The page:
How to Manage Meniere's Disease and Hearing Loss


Vertigo may be the most prevalent symptom of Ménière’s disease, but it can also cause hearing loss.  Ménière’s disease influences and affects the inner ear. For this reason, Meniere's Disease and hearing loss often go hand in hand. 

Meniere's disease hearing loss can affect one or both ears. There may be constant ringing in the ear as well. Moreover, this disease can be crippling, as vertigo and its other symptoms can cause someone to have difficulty walking, driving, working, or even doing their regular daily activities. The severity varies from person to person. Thankfully, various care options are available that can successfully relieve and manage the disease. 

Ten Signs and Symptoms of Ménière’s Disease

Ménière’s is a problem that can be hard to diagnose, particularly in the early stages. Therefore, consult your doctor if you experience some of these signs and symptoms:

  • Vertigo or dizziness
  • Hearing loss
  • Nausea
  • Tinnitus or ringing in the ear
  • Uncontrolled eye movements
  • Cold sweats
  • Diarrhea 
  • Bouts of fatigue
  • Extreme mood swings
  • Migraines

Who Can Suffer from Ménière’s Disease Hearing Loss?

Anyone with Ménière’s disease can suffer from vertigo attacks, hearing loss, tinnitus, and a sensation of pressure deep within the ear. It is a non-fatal disease, but it is a long term one. Unfortunately, it has received very little attention from the scientific community.

According to the National Institutes of Health (NIH) estimated that about 615,000 people in the United States have Ménière’s disease and that there are 45,500 new cases re-diagnosed every year. Furthermore, about 160,000 people in the United Kingdom have this disorder, according to the University of Exeter Medical School.  

The research team from this school analyzed data from 1,376 Ménière’s sufferers. They concluded that the disease is far more prevalent among females, from white backgrounds, and older people. In addition, people coming from poorer backgrounds, and those who were overweight were more likely to develop the disease.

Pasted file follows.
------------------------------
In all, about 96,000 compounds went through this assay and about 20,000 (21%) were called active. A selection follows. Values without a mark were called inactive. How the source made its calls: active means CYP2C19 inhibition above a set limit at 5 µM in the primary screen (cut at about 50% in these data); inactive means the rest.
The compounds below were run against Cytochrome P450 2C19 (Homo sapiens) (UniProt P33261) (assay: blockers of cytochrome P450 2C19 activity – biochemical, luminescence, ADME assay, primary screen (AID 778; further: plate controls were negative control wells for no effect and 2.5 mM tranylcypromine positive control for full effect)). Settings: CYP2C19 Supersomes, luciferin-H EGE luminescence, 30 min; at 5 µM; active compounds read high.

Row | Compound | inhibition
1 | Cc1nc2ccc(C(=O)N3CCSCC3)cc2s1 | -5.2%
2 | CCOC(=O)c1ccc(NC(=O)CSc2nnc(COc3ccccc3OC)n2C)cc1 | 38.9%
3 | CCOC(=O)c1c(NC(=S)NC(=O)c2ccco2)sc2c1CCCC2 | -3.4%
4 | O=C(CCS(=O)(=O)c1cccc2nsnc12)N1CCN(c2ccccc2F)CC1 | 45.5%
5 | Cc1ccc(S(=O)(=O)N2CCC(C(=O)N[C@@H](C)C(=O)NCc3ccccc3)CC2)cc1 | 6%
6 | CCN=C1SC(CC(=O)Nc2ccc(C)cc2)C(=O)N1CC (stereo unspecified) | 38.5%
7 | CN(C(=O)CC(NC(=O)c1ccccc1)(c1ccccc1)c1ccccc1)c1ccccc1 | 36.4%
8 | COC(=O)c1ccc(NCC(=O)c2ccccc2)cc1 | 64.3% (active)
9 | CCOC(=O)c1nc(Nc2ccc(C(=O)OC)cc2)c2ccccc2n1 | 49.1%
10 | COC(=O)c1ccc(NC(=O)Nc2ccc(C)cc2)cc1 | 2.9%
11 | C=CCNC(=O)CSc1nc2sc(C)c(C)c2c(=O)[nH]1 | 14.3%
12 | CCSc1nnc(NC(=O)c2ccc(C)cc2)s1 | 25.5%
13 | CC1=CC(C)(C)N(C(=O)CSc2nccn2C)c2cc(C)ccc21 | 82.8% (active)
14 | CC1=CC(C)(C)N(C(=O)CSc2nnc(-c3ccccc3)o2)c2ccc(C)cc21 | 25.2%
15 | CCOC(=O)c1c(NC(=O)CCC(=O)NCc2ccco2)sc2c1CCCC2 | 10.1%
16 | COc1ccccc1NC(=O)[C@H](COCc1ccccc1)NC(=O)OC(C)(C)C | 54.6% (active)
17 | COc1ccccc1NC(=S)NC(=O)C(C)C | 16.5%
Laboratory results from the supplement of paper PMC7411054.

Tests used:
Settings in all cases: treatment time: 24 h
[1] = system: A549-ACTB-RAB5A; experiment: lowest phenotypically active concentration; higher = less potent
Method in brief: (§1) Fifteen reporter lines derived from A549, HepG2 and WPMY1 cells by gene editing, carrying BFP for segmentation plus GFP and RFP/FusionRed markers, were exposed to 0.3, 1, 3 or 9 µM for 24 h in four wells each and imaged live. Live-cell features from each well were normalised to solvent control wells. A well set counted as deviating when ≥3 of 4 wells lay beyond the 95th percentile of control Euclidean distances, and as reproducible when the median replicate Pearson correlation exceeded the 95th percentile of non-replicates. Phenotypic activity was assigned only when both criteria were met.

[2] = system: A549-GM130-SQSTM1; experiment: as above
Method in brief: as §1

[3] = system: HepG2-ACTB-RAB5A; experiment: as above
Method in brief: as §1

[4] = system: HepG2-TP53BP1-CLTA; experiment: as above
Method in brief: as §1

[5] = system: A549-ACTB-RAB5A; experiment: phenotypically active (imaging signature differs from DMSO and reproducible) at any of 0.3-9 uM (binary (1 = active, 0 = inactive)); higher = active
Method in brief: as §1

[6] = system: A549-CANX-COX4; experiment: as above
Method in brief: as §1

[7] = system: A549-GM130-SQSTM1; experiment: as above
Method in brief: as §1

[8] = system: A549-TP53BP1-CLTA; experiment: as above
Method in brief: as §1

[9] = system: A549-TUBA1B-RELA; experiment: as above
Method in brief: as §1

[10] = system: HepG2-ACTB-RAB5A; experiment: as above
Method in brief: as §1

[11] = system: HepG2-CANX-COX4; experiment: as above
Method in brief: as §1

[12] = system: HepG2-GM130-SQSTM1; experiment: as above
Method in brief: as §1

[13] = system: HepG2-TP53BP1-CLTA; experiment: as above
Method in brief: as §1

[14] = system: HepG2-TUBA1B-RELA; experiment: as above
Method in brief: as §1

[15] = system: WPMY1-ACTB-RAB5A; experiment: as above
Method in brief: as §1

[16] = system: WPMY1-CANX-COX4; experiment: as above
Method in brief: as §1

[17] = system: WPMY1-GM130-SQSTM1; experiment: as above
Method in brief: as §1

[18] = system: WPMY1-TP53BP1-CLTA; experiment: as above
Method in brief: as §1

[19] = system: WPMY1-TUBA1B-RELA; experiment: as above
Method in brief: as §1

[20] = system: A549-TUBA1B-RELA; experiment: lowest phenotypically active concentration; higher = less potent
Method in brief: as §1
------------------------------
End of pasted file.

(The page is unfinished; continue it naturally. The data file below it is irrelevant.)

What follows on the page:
By comparing and analyzing their data with nearly a half-million individuals with this condition, they also found out that Ménière’s disease connects deeply to immune system disorders and diseases linked to the autonomic nervous system. The analysis showed that people with Ménière’s were also prone to suffer from depression than people without this condition.

A Study Backs Upper Cervical Chiropractic Care

In 2016, a study recognized the effect of an atlas misalignment in the development of Ménière’s disease and its symptoms. For at least six years, the researchers monitored 300 patients with Meniere’s disease. All of the patients received upper cervical chiropractic care. Most noteworthy, an atlas misalignment was present in all 300 of them.

As a result, 97% of the patients reported a significant improvement in their Ménière’s disease symptoms. The patients enjoyed having their healthy lives back. They took back their social life. They also experienced doing their normal activities. Driving and working were no longer vastly tricky for them. Above all, the rest of the patients had less intense episodes of Ménière’s disease.